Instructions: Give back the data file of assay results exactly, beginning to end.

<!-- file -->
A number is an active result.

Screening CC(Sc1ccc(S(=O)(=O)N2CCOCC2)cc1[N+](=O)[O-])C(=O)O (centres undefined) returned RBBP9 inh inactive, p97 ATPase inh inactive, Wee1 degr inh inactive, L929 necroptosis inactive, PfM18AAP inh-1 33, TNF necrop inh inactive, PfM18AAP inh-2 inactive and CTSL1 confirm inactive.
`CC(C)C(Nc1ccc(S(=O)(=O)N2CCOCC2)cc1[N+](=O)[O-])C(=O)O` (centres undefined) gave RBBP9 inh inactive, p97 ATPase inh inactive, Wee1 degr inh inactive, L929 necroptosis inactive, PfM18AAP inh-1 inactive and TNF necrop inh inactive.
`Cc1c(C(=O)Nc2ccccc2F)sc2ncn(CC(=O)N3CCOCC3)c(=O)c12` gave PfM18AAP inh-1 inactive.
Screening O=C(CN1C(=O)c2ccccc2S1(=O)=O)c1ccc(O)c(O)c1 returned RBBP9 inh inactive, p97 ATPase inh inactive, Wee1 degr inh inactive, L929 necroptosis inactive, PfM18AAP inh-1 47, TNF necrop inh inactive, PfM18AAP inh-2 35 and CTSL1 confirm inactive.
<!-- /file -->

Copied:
A number is an active result.

Screening CC(Sc1ccc(S(=O)(=O)N2CCOCC2)cc1[N+](=O)[O-])C(=O)O (centres undefined) returned RBBP9 inh inactive, p97 ATPase inh inactive, Wee1 degr inh inactive, L929 necroptosis inactive, PfM18AAP inh-1 33, TNF necrop inh inactive, PfM18AAP inh-2 inactive and CTSL1 confirm inactive.
`CC(C)C(Nc1ccc(S(=O)(=O)N2CCOCC2)cc1[N+](=O)[O-])C(=O)O` (centres undefined) gave RBBP9 inh inactive, p97 ATPase inh inactive, Wee1 degr inh inactive, L929 necroptosis inactive, PfM18AAP inh-1 inactive and TNF necrop inh inactive.
`Cc1c(C(=O)Nc2ccccc2F)sc2ncn(CC(=O)N3CCOCC3)c(=O)c12` gave PfM18AAP inh-1 inactive.
Screening O=C(CN1C(=O)c2ccccc2S1(=O)=O)c1ccc(O)c(O)c1 returned RBBP9 inh inactive, p97 ATPase inh inactive, Wee1 degr inh inactive, L929 necroptosis inactive, PfM18AAP inh-1 47, TNF necrop inh inactive, PfM18AAP inh-2 35 and CTSL1 confirm inactive.